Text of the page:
New York, August 25, 2005—The editors of Nepal’s two leading daily newspapers believe police plan to arrest them for their coverage of political unrest in the Himalayan kingdom, whose leadership has imposed widespread curbs on press freedom this year.
Narayan Wagle, editor of Kantipur, and Prateek Pradhan, editor of the Kathmandu Post, were told by government sources that authorities were laying the legal groundwork for their arrest.
This was in retaliation for coverage of protests against King Gyanendra, and for a political cartoon that ran on the front pages of both newspapers on Sunday depicting the constitutional monarchy as a dead animal, media sources told CPJ.
“We have heard from our reliable sources, they are trying to arrest us and prepare charges against us,” Pradhan told The Associated Press.
The two editors and Binod Raj Gyawali, director of Kantipur Publications which owns both newspapers, were called in for an informal talk about the cartoon by Kathmandu’s chief district officer on Monday. Upon arrival, however, they were asked to sign statements, which they refused to do without legal counsel, according to Guna Raj Luitel, the news editor of Kantipur who accompanied them to the meeting. The journalists were allowed to leave without signing but they expect to receive an official summons soon.
A government campaign to charge the newspapers appears to be underway. In today’s state-run daily Rising Nepal a highly critical article by the official news service National News Service called the publication of the cartoon a “mockery of free press” and quoted several people in the media as calling it “a complete violation of the law.”
Puspa Raj Pradhan, editor of Peoples Review, was quoted as saying that “legal action should be taken against journalism that violates the norms of multiparty democracy and constitutional monarchy,” and added that “journalism should not be above the constitution and law.”
Minister for Information and Communication Tanka Dhakal warned on Tuesday that “All media houses should be responsible for the news they disseminate,” the NepalNews Web site reported.
“We are disturbed by the official harassment and threats of arrest being made against our colleagues at Kantipur Publications,” said CPJ Executive Director Ann Cooper. “The threat of jail for editors from the country’s leading media group sends an ominous message to the local press and the international community. We call on the King to stop harassment of the Kantipur group and its journalists, and to roll back all of the restrictive measures that continue to limit the free press in Nepal,” she said.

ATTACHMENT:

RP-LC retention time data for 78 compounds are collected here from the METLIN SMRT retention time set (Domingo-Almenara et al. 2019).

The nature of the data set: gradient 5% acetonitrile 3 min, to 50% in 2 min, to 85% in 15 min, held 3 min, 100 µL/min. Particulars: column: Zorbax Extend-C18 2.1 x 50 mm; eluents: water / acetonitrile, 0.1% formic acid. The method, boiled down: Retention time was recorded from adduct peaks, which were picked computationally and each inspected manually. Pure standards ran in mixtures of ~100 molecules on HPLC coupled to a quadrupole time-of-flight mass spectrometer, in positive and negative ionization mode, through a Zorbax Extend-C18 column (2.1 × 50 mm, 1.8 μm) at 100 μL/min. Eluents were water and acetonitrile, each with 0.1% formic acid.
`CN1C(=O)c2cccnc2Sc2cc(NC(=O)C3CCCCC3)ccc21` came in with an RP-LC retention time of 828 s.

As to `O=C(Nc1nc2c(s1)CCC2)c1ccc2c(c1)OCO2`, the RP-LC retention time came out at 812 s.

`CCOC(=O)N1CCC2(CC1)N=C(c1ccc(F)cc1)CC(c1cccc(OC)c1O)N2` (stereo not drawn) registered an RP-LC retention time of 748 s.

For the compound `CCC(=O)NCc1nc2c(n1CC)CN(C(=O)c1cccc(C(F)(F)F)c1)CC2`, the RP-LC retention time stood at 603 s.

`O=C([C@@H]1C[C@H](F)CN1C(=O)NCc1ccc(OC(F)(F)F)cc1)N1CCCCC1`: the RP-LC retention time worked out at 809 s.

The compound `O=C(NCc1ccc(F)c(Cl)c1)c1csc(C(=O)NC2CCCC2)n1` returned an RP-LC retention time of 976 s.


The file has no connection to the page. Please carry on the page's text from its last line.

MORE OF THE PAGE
A restrictive media law which would limit ownership of multiple news outlets, codify wide bans on reporting, and increase the punishment for publishing banned material has been pending since May but could now be revived, observers say. Bans on reporting deemed critical of the king or supportive of a Maoist insurgency were implemented when King Gyanendra dismissed the multi-party government and declared a state of emergency on February 1. Though the state of emergency was lifted in April, many of the restrictions are still in place, including a total ban on FM radio news.
Government efforts to close radio station Nepal FM 91.8 continued yesterday when the government asked the Supreme Court to quash its August 10 interim order which barred the Ministry of Information from taking legal action against the station, Kantipur reported. Both parties were summoned to appear before the court within the week.
Read more about the Ministry of Information’s attempt to revoke Nepal FM 91.8’s license in retaliation for the airing of news programming,
Read the report of the International Press Freedom and Freedom of Expression Mission to Nepal, July 2005.